The allure of a food truck’s tinkling bell draws crowds of students after school. For a few dollars, students can load up with ice cream, chips and other snacks.
At , food trucks and carts promptly line up at the curb at the kindergarten dismissal, regular dismissal and when the after school program ends, said Principal Amanda Rothengast. She added that these vendors know the school’s schedule for early dismissal.
“These food trucks do not belong in front of our schools,” Rothengast said. “We know students do better academically when they are eating healthy and staying physically active.”
Assemblyman William Monning (D-Santa Cruz) has proposed banning food trucks from operating within 1500 feet of a public or private schools from 6 a.m. to 6 p.m. on weekdays, legislation that Rothengast said she supports.
There currently is no zoning law in Redwood City or San Mateo County that prevents food vendors positioning their trucks mere inches from the curb, according to the district’s Nutrition Director, Anna Lague.
She said she has been working with the county’s Health System on this particular issue for the past six years. She and the county were able to publish a plan called “Strategies for Improving Food and Physical Activity Environments in San Mateo County.” It also involves a committee to specifically address food vendors outside schools.
Many students in the district , yet still choose to purchase junk food from food vendors because of the taste appeal, Lague added.
What Does the District Offer?
The district’s wellness policy emphasizes healthy eating with strict nutritional guidelines in the cafeteria. At breakfast and lunch, the schools must provide healthy choices like fruits and vegetables and low calorie options.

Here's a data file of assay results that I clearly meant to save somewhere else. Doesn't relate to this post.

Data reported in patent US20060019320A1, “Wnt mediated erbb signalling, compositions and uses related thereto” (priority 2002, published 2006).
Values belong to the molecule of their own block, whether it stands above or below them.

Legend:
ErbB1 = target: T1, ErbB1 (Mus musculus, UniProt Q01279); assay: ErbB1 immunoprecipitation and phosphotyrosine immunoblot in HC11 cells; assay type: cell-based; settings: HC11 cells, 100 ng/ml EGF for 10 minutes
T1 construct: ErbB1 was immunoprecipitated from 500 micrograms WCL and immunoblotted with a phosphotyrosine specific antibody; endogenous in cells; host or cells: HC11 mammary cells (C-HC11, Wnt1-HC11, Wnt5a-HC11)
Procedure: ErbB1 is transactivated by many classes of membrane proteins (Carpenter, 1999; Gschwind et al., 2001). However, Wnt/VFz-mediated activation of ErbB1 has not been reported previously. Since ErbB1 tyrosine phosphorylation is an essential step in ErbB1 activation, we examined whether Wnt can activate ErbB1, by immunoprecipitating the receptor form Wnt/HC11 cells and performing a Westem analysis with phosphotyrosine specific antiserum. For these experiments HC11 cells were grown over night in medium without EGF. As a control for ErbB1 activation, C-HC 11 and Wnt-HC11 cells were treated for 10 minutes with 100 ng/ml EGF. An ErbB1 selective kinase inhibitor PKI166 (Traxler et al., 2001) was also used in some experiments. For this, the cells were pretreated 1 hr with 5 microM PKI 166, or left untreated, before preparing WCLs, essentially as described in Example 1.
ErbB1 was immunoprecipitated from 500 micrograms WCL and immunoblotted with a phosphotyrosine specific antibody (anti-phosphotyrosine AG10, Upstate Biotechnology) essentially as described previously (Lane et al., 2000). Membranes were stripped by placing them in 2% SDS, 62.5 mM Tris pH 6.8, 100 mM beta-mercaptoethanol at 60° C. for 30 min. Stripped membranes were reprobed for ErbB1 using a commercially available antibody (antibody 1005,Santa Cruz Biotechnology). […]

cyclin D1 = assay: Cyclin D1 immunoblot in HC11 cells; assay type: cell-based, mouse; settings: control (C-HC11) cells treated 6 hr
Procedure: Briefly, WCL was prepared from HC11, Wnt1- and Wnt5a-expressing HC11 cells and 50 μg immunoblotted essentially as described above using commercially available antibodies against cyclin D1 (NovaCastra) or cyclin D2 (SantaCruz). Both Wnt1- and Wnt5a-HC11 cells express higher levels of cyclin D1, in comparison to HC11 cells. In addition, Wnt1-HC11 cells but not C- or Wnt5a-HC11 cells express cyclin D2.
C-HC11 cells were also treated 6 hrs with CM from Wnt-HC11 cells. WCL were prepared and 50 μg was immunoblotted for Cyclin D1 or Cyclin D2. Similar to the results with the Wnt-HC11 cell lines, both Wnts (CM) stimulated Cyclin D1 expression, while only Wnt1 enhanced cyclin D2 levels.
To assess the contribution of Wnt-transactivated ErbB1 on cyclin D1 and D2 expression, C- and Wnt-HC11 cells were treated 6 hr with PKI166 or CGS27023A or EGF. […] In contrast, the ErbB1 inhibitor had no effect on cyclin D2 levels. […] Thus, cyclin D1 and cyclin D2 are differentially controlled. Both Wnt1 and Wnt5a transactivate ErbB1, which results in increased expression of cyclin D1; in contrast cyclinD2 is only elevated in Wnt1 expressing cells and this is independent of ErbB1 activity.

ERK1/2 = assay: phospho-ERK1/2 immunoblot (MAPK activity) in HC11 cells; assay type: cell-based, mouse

For breakfast, students have options like the 270-calorie omelet, the 371-calorie waffle with egg or several pieces of fruit. Students can purchase breakfast before school or at recess, but not both.
Example lunch items include the 266-calorie Arroz con Pollo, the 363-calorie Chicken Caesar Salad and the 300-calorie Mt. Mike’s whole grain pizza.
These healthy, and low-calorie, options are important to curb an increasing child obesity epidemic.
“At the same time, we also have more and more students struggling with weight issues,” Rothengast added.
As soon as the bell rings, the emphasis on nutrition is undermined by the food trucks that sell inexpensive junk food mere yards from the gates.
“It is a shame when we work so hard to send the message of being healthy on our school grounds,” Rothengast said, “then the vendors sell the inexpensive junk food to our students right outside our gates.”
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